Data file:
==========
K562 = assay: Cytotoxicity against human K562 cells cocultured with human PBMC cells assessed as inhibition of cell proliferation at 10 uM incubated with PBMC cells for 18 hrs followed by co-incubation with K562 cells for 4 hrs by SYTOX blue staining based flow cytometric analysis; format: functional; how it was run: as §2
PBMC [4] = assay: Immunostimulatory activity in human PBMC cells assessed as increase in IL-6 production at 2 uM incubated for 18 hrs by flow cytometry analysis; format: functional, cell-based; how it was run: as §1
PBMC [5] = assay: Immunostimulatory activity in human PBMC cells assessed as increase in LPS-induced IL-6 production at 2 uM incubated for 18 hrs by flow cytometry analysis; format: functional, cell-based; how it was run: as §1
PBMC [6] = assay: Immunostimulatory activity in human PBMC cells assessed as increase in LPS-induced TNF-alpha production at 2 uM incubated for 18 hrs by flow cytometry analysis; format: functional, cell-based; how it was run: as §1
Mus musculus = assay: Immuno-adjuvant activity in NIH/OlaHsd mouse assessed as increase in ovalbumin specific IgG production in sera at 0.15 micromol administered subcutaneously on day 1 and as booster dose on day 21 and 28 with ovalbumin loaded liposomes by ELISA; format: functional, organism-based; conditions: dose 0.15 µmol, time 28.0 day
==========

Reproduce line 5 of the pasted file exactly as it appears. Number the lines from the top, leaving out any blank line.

Mus musculus = assay: Immuno-adjuvant activity in NIH/OlaHsd mouse assessed as increase in ovalbumin specific IgG production in sera at 0.15 micromol administered subcutaneously on day 1 and as booster dose on day 21 and 28 with ovalbumin loaded liposomes by ELISA; format: functional, organism-based; conditions: dose 0.15 µmol, time 28.0 day